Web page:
When Gillian Flynn recommends that The Next Time You See Me, by Holly Goddard Jones, is an "astoundingly good novel," I know I have to read it. Many of you know just how much I love the dark and twisted writings of Gillian Flynn, especially Gone Girl.
There are so many incredible things quietly and eerily happening through Holly Goddard Jones' debut novel. It's a story filled with the loneliest of people in a small town in Kentucky, and when hard-partying Ronnie goes missing, her sister, Susanna, is the only one who notices and cares. While the rest of the town struggles through their own deep secrets and insecurities, Susanna worries for her sister, her husband, daughter, and the feeling of missing out on life. As Tony Joyce, prior potential major league ballplayer and crush for Susanna, now detective, becomes involved in her missing sister's case, the intensity of the search builds and each person becomes crucial to the town itself and not just to the disturbing details of Ronnie and where she may be, or what may have happened to her. In fact, in truly dark and twisted fashion, the author depicts Roma, Kentucky as almost its own personality, a bruise on the state with its dismal factories and lost dreams.
The Next Time You See Me is incredibly well written. It is engaging in its sadness, the quiet tales of each character's misery or resentment or the feeling of missing out on life itself are all deeply felt by the reader. Probably the most disturbing sections were not just the complete dejection of Wyatt and lost love, but the teenagers in the middle school who Susanna teaches. Emily and Christopher, each on opposite sides of the spectrum of popularity, simultaneously deal with their own internal tortures and confusion, but Christopher's bullying of Emily is disgusting, perhaps drawn out by the evil figurehead of popularity which can be its own evil beast. Christopher is almost incapable to believe his own confidence and choose to go the opposite way from his girlfriend and friends, and not hurt others. Peer pressure is a dirty thing, and Christopher is not just the leader of it, but a victim to it as well. With the many secrets Emily keeps however, one could almost understand why she is shunned by the larger part of society, which also peel back the layers of why it hurts so badly when she is tormented; the question a reader might ask themselves is "Would I think she was weird, too?" It's not fair, and it's a dark part of "humanity" that is questioned. Perhaps you won't like what you see of yourself.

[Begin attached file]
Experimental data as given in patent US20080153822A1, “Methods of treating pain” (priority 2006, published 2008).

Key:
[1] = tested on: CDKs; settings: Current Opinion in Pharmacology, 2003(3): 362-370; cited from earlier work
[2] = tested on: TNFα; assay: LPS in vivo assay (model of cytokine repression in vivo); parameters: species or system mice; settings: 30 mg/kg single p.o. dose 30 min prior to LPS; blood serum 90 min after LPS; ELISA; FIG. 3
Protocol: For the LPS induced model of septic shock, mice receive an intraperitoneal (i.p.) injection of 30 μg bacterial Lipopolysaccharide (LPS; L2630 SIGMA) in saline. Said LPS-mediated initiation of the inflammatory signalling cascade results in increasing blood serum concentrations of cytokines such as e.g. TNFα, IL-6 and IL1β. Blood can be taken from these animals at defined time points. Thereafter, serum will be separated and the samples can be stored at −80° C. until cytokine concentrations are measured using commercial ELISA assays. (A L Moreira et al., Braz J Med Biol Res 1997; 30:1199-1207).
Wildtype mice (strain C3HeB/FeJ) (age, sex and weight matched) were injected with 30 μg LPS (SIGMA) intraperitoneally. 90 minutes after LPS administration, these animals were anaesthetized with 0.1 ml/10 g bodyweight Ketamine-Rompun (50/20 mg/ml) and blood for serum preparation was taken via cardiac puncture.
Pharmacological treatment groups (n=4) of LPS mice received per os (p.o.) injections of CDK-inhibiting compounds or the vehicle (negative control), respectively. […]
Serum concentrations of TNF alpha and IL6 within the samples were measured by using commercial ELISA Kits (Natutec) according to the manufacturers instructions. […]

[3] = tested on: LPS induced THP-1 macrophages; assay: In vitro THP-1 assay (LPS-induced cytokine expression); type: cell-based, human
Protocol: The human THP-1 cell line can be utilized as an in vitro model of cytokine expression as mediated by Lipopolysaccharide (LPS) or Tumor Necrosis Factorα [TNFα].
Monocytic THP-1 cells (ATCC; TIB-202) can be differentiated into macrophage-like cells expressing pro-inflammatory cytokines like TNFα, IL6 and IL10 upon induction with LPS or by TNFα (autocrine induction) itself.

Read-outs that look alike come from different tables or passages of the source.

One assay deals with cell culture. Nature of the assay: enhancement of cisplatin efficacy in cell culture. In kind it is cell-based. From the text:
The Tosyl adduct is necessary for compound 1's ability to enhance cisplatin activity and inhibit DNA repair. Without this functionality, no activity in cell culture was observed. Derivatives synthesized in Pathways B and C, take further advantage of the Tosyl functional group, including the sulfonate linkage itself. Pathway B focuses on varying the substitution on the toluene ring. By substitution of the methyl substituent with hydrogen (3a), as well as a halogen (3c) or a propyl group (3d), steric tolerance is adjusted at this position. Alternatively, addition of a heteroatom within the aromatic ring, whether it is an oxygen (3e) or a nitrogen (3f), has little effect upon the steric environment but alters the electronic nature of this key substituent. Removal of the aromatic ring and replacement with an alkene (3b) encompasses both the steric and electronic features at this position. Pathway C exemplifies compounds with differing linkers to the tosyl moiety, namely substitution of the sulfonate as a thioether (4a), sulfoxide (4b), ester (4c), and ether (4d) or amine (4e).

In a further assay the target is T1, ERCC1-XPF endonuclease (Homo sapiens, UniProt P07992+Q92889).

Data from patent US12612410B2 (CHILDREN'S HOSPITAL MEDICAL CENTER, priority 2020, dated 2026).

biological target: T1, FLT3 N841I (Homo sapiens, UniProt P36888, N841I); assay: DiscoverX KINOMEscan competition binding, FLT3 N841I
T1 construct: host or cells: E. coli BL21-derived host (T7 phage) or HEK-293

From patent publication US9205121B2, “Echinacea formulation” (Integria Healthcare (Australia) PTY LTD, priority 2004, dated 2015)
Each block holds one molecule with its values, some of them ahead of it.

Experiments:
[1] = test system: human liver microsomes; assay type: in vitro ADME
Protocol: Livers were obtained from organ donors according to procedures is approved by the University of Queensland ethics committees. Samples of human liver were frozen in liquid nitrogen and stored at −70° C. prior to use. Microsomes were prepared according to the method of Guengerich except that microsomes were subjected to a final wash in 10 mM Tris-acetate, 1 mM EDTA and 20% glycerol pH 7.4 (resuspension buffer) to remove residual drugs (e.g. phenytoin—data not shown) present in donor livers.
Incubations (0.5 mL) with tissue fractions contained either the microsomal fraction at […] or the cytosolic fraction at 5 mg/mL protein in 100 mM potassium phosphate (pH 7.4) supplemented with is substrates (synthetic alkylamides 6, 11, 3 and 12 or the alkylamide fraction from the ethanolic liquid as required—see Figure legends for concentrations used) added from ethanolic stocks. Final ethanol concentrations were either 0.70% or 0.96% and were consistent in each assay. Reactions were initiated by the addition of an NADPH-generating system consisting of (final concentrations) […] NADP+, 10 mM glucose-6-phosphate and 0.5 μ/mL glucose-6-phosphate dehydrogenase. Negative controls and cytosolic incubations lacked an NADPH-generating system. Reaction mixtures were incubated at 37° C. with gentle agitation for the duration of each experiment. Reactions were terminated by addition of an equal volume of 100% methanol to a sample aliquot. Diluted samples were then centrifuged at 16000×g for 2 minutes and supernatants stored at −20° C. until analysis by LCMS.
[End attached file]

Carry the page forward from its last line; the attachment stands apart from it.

A common theme throughout is bullying. While it's much more pronounced and currently relevant when represented in Emily's character, it's also portrayed in adulthood with Wyatt and Sam. The book could almost be a dire predicament of what could happen if bullying goes unchecked, no matter what age.
The Next Time You See Me is a quiet and brutally honest story, one that keeps you flipping the pages. If I could have sat uninterrupted for an afternoon, I easily could have finished it in one sitting. Needless to say, it was a book I always took with me on errands: in doctors' offices, nail appointments, waiting in the car to pick people up, and more. I highly recommend this to anyone, especially those who enjoy Gillian Flynn and Chevy Stevens.
Publisher: Touchstone (a division of Simon & Schuster, Inc.)
Release Date: 2/12/2013
FTC Disclosure: I received a finished copy from the publisher for my honest review.
About the Author
Holly Goddard Jones is the author of the short story collection Girl Trouble. Her work has appeared in The Best American Mystery Stories, New Stories from the South, Tin House magazine, and elsewhere. She was a 2013 recipient of The Fellowship of Southern Writers' Hillsdale Award for Fiction and a 2007 recipient of a Rona Jaffe Foundation Writers' Award. She teaches in the creative writing program at the University of North Carolina at Greensboro and lives in Greensboro with her husband, Brandon, and two rowdy dogs. The Next Time You See Me is her first published novel.
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